Movie Review: Midnight’s Children

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It has been 31 years since Midnight’s Children got published and despite the unparalleled popular and critical adulation, no one has, for the best part of three decades attempted a screen adaptation of the modern literary masterpiece. As Deepa Mehta and co found out, this is not without reason.

So, a review of Deepa Mehta’s latest offering will necessarily have to take into account the reasons why this project was so difficult to begin with and examine how the movie makers tackled these. Firstly, Midnight’s Children is a 600 page monster. A movie that covers every page of the novel would probably run up to 5 hours. Thus, the first challenge was to modify and edit the story to fit the canvas of a movie. Deepa Mehta, assisted by Salman Rushdie tackled this challenge particularly well and the story in isolation feels both complete and justifies the novel.


The next challenge comes from the type of novel that Midnight’s Children is. Rushdie’s Magical Realism makes a caricature of issues as important as India’s history and while this may only add to the virtues of the novel, in a movie it looks surreal and out of place. The characters of Midnight’s Children are not mere human beings; they represent events, communities, countries and the like. As a consequence, their actions, mannerisms and personalities are not intended to be consistent with nature but to serve the needs of the narrative. In a book, as steeped in allegory and metaphors as Midnight’s Children is, these anomalies are assimilated by the reader. The challenge for the movie maker is to make sure that the sublingual meaning is not lost even as the characters seem plausible. But unlike in a book he cannot explain each reaction.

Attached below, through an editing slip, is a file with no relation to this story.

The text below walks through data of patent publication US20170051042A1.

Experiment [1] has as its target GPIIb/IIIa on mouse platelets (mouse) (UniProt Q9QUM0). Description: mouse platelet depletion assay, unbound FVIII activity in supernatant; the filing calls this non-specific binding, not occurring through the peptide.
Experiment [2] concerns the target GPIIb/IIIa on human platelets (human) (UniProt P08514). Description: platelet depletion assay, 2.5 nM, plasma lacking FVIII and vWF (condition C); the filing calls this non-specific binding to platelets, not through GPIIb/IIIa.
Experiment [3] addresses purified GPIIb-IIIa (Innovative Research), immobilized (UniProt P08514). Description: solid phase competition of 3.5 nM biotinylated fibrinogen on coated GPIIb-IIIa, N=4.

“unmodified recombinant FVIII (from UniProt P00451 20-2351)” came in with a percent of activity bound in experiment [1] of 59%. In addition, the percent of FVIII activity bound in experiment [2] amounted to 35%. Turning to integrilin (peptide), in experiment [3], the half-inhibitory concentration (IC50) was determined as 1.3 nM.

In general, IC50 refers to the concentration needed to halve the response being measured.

The movie struggles all the way with this challenge being in places too tedious and in others too breezy. There in lies the main issue with Rushdie writing the screenplay for the movie. He has little experience of the role and the movie proceeds much like a novel and the characters seem hollow and unattached. It seems that Rushdie is too busy footing in as many of his allegories as possible while Mehta at the same time cuts them to bare bits such that each message remains under-explained.

The hollowness of the characters is the reason why such a talented cast underperforms. Of the actors only Rajat Kapoor and Rahul Bose manage to distinguish themselves.

If you have read the book then despite the flaws the movie is not to be missed. For the rest of the populace its a rather tedious affair. In the end it seems that Mehta doesn’t know whether to cater those who have already read the novel or those who haven’t.

[email protected];There is not much I can tell you about Harshvardhana. He is a third year Economics student from Sri Venkateswara College. He is mad about Led Zeppelin (greatest band ever), P.G Wodehouse and Manchester United. He is agnostic for the most part, except when in serious trouble. That's about it.

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